The demand for “Smart Buildings” and use of “PropTech” is on the rise. This increase in demand not only relates to residential properties and commercial office space, but to sports stadiums too. The examples below also demonstrate how important sustainability is in the development of today’s sports venues.

Smart Stadiums 

1. The solar energy plant (and stadium) 

Norwegian team Odds Ballklubb has recently completed a project that transforms its stadium into a solar energy plant. Swiss-Swedish automation firm ABB has contributed its tech to the project. The roof top of the Skagerak Arena has been covered with solar modules, producing up to 800 kilowatts of power. The systems employed ensure maximum use of renewable power even when there is low light. The system provides electricity to the local neighbourhood as well as powering the stadium floodlights.

2. Spurs’ new stadium 

Tottenham Hotspurs’ new £1billion, 62,000 seat stadium opened to the public in April 2019. With home entertainment becoming more elaborate Spurs had to come up with a smart stadium to lure fans from their home. Notably, the stadium hosts the world’s first retractable pitch, which has an artificial surface below. The field splits into three sections, each with a 3,000-ton steel tray with rails underneath. Sixty-eight electric motors spin 168 wheels to move each tray, maneuvering them under the south stand to reveal the artificial surface below (designed with NFL games in mind). The process is then reversed to reveal the natural grass.

Spurs have certainly set a high standard when it comes to smart stadium development; you can find the guide to the new stadium here.

3. Wasps are bringing 5G to the Ricoh Arena

Vodafone has partnered with Wasps Rugby and Wasps Netball in order to bring 5G capabilities to the Ricoh Arena. The technology will enable augmented reality half time entertainment services with fans also able to enjoy enhanced content through 5G services.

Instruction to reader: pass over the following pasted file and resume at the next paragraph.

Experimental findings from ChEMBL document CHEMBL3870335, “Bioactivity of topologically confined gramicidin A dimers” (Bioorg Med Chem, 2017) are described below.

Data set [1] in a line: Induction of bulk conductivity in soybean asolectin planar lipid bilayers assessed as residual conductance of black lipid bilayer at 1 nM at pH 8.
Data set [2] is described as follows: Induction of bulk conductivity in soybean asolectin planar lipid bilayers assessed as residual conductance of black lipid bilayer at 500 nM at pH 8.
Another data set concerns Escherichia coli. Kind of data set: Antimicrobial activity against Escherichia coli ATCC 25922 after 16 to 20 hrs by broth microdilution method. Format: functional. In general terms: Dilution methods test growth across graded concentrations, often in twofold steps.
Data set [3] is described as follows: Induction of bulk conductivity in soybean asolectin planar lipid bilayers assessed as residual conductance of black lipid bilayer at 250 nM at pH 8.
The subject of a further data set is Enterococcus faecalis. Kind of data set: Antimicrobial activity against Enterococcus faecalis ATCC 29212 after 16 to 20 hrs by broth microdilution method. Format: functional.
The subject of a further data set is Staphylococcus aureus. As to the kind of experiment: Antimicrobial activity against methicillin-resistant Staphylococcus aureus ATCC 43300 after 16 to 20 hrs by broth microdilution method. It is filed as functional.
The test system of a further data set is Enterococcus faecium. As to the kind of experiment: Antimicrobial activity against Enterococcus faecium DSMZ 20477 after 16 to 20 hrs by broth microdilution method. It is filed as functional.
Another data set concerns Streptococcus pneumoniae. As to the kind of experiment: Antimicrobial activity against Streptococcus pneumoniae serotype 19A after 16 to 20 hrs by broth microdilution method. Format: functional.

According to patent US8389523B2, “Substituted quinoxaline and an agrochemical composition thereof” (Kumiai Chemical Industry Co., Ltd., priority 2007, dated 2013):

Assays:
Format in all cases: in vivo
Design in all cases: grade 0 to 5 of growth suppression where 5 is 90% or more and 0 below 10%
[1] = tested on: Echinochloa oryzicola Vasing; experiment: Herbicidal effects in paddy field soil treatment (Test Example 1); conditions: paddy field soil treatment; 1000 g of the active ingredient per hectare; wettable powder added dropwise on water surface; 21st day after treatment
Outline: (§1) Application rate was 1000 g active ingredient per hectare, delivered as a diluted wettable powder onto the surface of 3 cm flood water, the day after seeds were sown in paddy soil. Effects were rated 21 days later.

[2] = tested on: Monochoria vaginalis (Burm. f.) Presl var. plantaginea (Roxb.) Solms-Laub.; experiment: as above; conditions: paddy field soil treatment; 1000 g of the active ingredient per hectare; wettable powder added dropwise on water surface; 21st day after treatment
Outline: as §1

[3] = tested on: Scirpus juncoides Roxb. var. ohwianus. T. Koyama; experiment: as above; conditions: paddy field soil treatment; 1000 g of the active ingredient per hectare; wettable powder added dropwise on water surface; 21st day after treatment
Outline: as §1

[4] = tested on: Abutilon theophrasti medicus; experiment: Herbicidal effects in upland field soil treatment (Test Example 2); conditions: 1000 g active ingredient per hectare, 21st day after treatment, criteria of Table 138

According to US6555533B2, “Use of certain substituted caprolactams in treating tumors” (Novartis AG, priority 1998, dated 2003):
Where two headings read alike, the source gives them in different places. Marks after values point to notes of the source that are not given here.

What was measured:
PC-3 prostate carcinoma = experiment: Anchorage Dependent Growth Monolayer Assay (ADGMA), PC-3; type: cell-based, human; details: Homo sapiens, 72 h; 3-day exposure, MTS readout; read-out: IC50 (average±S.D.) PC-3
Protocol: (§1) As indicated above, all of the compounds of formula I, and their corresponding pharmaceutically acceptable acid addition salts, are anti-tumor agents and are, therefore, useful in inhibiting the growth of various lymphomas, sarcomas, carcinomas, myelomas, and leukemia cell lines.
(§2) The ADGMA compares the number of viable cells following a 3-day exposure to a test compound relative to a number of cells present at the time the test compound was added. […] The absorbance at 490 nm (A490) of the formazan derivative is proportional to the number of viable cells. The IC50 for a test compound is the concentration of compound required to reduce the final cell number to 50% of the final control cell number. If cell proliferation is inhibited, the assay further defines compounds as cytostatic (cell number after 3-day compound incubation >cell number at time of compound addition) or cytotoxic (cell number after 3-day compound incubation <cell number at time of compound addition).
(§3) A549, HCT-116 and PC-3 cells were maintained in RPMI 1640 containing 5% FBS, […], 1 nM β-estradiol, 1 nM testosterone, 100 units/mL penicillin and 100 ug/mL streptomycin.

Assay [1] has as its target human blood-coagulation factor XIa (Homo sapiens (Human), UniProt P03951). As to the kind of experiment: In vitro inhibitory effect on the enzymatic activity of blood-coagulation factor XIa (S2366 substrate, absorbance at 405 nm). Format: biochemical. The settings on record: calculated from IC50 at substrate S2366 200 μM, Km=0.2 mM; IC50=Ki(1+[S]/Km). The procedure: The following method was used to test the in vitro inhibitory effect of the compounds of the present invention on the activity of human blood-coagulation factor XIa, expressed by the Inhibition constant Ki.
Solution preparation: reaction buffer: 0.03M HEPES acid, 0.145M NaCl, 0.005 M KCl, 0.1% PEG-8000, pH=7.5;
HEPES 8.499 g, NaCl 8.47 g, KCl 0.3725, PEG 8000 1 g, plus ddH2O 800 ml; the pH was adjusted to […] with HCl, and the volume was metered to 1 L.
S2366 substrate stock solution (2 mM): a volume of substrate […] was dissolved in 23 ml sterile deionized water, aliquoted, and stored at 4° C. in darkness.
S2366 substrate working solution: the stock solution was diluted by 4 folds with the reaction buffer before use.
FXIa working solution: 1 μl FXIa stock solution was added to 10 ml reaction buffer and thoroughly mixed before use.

Turning to other mobile networks, EE has also renewed its sponsorship of Wembley Stadium as part of a partnership with its parent company BT and the English Football Association. EE have been working on making Wembley the most connected stadium on the planet, even claiming that they have created “the most technologically advanced stadium tour in the world.”

4. CO2 refrigeration systems at the Beijing 2022 winter Olympic Games

In order to decrease the event’s overall carbon footprint, C02 refrigeration systems are set to be fitted at the majority of the ice venues. The International Olympic Committee has said the initiative reduces carbon emissions equal to the yearly footprint of almost 3,900 cars, with the carbon reduction similar to that of planting more than 1.2 million trees. It will mark the first time the technology is used in China and at the Olympic Games.

5. European stadiums to be powered by old car batteries

Looking towards the future, it seems that several European football stadiums are interested in powering their facilities with second-hand car batteries after discussions with Eaton. Eaton, a US conglomerate, takes the cells from the batteries of Nissan’s returned Leaf electric cars and repurposes them into a product called xStorage, which stores power in buildings. Eaton has already equipped the Netherlands’ Johan Cruyff Arena, home of the Ajax, and the firm has worked at Oslo’s Bislett athletics stadium in Norway to install the new power units.

Want to know more about Smart Buildings and PropTech?

Smart Buildings Smart Buildings leverage wireless connectivity, sensors and internet technologies to communicate and analyse data that is used to control and optimise building management systems. A combination of solutions is used to automate access control, security systems, lighting, HVAC (Heating, Ventilation and Air Conditioning) systems and more. They provide greater efficiency, safety and comfort, while delivering cost savings that are more closely aligned with the goals of property owners, managers and tenants. 

The global Smart Building market was valued at around $5.8 million in the year 2016 and is expected to reach approximately $61.9 million by 2024. The primary reason for the rise in demand for Smart Buildings is due to the increasing concerns surrounding global energy consumption.

PropTechthe fusion of “Property” and “Technology” is now the catch-all label attached to the digital transformation of the Real Estate sector. PropTech uses digital innovation to address the needs of the property industry and is intrinsically linked to Smart Buildings.